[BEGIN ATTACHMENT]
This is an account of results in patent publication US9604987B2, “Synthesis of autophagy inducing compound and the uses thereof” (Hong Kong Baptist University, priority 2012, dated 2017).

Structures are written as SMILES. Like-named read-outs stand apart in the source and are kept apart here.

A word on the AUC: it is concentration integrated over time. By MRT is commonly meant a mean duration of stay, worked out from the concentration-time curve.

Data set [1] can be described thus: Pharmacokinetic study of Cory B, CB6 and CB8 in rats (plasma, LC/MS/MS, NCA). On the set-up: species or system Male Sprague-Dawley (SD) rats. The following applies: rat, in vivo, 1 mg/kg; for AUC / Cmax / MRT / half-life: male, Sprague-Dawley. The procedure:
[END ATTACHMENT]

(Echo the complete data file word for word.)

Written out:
This is an account of results in patent publication US9604987B2, “Synthesis of autophagy inducing compound and the uses thereof” (Hong Kong Baptist University, priority 2012, dated 2017).

Structures are written as SMILES. Like-named read-outs stand apart in the source and are kept apart here.

A word on the AUC: it is concentration integrated over time. By MRT is commonly meant a mean duration of stay, worked out from the concentration-time curve.

Data set [1] can be described thus: Pharmacokinetic study of Cory B, CB6 and CB8 in rats (plasma, LC/MS/MS, NCA). On the set-up: species or system Male Sprague-Dawley (SD) rats. The following applies: rat, in vivo, 1 mg/kg; for AUC / Cmax / MRT / half-life: male, Sprague-Dawley. The procedure: